How much was the NSA involved in Heartbleed?

Given all the revelations about the NSA and GCHQ spy agencies intercepting the communications of individuals all over the globe, the obvious question that arises is to what extent they were involved in the Heartbleed bug, the weakness in the OpenSSL protocol that enables third parties to extract 64K chunks of information at a time from targeted computers without the hosts being aware, a security problem so serious that it even caused the Canadian government to suspend electronic tax filing.

Suspicion has fallen on the two leading members of the ‘Five Eyes’ nations, the US NSA and the UK GCHQ. There are two levels of questions that can be raised.

  1. Was the NSA aware of the security flaw all along and did not sound the alarm because they were exploiting the flaw, even though it meant that millions of people would have been exposed to fraud?
  2. Did the NSA and/or GCHQ actually create the flaw?

Reports are emerging that the answer to the first is ‘yes’. Michael Riley has an explosive story in Bloomberg.

The U.S. National Security Agency knew for at least two years about a flaw in the way that many websites send sensitive information, now dubbed the Heartbleed bug, and regularly used it to gather critical intelligence, two people familiar with the matter said.

Putting the Heartbleed bug in its arsenal, the NSA was able to obtain passwords and other basic data that are the building blocks of the sophisticated hacking operations at the core of its mission, but at a cost. Millions of ordinary users were left vulnerable to attack from other nations’ intelligence arms and criminal hackers.

Naturally the NSA has denied being aware of the bug and the New York Times, ever eager to serve as the government’s mouthpiece, has an article by David Sanger that seeks to absolve them of any involvement.

At the center of that technology are the kinds of hidden gaps in the Internet — almost always created by mistake or oversight — that Heartbleed created. There is no evidence that the N.S.A. had any role in creating Heartbleed, or even that it made use of it. When the White House denied prior knowledge of Heartbleed on Friday afternoon, it appeared to be the first time that the N.S.A. had ever said whether a particular flaw in the Internet was — or was not — in the secret library it keeps at Fort Meade, Md., the headquarters of the agency and Cyber Command.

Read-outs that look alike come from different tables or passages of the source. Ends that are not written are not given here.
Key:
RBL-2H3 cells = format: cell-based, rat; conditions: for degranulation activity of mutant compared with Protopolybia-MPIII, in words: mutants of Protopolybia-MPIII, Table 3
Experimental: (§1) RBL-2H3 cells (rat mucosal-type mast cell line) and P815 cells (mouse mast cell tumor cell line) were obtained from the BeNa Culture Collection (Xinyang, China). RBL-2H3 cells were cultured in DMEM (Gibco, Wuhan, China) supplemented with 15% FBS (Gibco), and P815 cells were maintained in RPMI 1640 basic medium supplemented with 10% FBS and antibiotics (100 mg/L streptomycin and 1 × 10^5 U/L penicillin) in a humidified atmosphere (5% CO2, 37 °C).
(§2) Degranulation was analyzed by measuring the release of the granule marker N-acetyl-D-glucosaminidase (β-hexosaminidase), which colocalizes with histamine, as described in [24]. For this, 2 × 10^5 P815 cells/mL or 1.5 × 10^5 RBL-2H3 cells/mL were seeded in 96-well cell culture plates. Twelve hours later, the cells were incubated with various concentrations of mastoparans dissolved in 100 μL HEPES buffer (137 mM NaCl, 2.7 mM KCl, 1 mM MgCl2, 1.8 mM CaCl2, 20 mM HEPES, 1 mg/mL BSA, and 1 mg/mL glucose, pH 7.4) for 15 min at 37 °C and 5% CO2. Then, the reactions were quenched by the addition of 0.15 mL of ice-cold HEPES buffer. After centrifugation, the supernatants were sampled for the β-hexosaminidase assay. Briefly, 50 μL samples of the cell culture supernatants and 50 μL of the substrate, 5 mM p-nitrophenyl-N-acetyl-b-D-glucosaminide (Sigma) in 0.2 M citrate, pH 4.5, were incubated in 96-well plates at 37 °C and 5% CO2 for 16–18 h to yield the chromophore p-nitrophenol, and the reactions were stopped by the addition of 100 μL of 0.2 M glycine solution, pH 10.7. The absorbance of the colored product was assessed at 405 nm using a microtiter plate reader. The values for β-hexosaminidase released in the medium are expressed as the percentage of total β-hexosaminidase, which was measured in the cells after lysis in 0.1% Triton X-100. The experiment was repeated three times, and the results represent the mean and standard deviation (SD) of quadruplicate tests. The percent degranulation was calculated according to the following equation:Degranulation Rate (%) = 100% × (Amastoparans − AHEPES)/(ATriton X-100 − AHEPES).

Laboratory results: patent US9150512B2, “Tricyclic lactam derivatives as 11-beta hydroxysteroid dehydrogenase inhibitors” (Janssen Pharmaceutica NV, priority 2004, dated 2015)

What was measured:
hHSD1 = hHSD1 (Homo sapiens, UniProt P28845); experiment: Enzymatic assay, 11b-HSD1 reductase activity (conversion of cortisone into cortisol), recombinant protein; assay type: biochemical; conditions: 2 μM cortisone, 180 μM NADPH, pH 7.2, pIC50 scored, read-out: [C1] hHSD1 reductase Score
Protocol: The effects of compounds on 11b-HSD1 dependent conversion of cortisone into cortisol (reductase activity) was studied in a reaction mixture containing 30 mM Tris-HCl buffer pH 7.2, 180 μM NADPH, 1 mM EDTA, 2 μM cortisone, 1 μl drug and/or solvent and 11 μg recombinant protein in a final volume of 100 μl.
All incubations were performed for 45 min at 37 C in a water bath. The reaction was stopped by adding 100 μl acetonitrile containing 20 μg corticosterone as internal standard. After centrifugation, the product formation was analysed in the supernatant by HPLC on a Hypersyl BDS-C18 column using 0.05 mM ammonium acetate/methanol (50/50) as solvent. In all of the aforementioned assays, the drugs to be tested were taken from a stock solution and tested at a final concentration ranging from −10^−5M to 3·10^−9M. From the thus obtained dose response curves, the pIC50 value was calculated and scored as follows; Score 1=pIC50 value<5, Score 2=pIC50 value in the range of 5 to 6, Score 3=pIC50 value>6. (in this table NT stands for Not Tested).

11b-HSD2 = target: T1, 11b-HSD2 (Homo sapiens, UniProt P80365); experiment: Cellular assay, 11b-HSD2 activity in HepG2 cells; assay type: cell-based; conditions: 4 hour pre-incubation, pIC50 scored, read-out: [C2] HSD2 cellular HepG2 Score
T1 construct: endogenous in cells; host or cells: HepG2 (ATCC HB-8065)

This strains credulity because, as Riley says, finding such weaknesses and exploiting them is a central part of NSA’s mission to which it devotes enormous resources. Could they have been unaware of such a serious flaw for two years?

The NSA and other elite intelligence agencies devote millions of dollars to hunt for common software flaws that are critical to stealing data from secure computers. Open-source protocols like OpenSSL, where the flaw was found, are primary targets.

The Heartbleed flaw, introduced in early 2012 in a minor adjustment to the OpenSSL protocol, highlights one of the failings of open source software development.

While many Internet companies rely on the free code, its integrity depends on a small number of underfunded researchers who devote their energies to the projects.

In contrast, the NSA has more than 1,000 experts devoted to ferreting out such flaws using sophisticated analysis techniques, many of them classified. The agency found Heartbleed shortly after its introduction, according to one of the people familiar with the matter, and it became a basic part of the agency’s toolkit for stealing account passwords and other common tasks.